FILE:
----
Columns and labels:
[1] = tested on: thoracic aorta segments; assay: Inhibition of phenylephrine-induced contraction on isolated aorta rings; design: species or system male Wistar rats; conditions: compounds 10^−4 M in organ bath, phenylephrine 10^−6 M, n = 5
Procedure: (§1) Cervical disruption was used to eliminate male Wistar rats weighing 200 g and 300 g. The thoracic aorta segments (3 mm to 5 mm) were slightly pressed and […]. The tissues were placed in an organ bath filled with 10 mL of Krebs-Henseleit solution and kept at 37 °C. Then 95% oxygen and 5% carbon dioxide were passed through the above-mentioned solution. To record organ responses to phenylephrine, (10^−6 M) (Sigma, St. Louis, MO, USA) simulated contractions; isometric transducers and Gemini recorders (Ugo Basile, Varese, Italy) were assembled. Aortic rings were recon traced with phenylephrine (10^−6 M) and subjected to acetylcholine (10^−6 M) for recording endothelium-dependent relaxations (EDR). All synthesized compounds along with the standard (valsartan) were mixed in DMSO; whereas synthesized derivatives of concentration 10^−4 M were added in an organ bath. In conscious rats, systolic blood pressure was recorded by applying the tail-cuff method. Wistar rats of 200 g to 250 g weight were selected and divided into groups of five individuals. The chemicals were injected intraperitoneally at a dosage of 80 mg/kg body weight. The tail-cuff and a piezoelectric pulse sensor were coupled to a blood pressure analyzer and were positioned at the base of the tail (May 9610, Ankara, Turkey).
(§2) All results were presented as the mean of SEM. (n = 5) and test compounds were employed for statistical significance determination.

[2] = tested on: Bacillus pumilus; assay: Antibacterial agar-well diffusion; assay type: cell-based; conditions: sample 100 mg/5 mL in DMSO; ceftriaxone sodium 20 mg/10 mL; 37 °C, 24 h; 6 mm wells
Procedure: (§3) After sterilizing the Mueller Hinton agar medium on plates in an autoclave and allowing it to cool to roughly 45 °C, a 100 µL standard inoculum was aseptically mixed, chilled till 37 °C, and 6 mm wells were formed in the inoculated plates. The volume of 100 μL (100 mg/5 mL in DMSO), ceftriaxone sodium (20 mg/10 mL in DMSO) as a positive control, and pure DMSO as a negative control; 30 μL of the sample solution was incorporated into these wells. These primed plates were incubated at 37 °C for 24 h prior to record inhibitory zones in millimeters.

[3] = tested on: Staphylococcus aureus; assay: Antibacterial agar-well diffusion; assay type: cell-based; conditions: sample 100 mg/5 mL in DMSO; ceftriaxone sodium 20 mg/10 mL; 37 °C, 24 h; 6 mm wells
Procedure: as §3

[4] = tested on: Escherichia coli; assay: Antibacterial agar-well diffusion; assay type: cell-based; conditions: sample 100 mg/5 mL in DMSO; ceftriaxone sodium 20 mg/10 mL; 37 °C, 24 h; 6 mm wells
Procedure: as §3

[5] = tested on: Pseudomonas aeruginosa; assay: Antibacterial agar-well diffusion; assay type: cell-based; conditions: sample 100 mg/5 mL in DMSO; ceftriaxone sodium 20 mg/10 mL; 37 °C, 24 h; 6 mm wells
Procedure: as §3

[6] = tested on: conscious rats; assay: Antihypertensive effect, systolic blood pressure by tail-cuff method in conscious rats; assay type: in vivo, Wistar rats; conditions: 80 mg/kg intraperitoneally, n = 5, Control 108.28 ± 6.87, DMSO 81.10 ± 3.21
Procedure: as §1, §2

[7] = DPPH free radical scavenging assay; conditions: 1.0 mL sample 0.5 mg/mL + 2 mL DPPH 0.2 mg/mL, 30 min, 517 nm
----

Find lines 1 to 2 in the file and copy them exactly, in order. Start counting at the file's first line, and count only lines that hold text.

Columns and labels:
[1] = tested on: thoracic aorta segments; assay: Inhibition of phenylephrine-induced contraction on isolated aorta rings; design: species or system male Wistar rats; conditions: compounds 10^−4 M in organ bath, phenylephrine 10^−6 M, n = 5